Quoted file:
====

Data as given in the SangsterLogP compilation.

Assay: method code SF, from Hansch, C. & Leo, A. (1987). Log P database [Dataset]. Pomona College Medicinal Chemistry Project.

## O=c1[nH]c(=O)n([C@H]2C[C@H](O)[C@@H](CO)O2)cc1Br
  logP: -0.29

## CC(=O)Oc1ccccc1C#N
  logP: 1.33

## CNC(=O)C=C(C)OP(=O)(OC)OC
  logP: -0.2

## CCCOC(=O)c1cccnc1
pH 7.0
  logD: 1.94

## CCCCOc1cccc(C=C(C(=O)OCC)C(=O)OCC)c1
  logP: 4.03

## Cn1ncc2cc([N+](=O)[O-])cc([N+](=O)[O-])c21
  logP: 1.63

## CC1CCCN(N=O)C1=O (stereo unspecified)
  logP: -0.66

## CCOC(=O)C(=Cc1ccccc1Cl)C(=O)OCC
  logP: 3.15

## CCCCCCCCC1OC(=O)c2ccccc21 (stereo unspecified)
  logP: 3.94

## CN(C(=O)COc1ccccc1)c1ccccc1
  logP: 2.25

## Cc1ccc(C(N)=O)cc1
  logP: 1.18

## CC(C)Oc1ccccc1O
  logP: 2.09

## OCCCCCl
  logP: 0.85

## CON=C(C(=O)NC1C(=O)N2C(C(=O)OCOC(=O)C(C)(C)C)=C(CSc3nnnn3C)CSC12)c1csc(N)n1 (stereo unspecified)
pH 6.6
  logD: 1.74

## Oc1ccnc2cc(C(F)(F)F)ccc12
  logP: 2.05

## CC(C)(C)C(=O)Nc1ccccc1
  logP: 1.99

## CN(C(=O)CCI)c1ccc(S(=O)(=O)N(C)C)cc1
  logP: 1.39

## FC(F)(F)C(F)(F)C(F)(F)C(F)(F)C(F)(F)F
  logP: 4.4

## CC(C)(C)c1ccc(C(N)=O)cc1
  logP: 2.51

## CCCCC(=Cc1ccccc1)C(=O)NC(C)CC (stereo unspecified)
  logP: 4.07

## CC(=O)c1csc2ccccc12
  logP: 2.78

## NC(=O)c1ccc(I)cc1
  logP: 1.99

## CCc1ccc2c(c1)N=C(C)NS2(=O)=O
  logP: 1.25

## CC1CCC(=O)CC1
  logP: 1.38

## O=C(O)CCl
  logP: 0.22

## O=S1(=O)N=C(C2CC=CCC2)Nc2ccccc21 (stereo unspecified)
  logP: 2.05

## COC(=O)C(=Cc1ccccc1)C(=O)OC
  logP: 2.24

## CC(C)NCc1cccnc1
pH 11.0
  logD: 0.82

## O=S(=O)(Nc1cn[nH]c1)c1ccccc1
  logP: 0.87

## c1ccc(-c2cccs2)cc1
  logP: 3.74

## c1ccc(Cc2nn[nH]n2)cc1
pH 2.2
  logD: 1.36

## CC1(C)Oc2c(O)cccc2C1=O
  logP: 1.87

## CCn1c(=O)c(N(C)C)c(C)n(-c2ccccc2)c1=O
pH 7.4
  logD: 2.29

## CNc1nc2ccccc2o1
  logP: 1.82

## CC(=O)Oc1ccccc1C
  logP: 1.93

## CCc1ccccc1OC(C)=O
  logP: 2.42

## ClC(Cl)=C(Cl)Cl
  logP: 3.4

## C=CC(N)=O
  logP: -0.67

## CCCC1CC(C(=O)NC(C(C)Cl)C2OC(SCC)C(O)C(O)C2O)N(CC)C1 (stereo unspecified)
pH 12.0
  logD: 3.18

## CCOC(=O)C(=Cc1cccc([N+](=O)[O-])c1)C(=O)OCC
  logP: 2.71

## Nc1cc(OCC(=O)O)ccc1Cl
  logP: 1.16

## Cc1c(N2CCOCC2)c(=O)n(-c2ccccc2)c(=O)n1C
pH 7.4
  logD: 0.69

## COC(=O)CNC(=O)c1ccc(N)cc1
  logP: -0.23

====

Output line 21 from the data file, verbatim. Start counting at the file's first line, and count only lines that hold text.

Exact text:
  logP: 3.94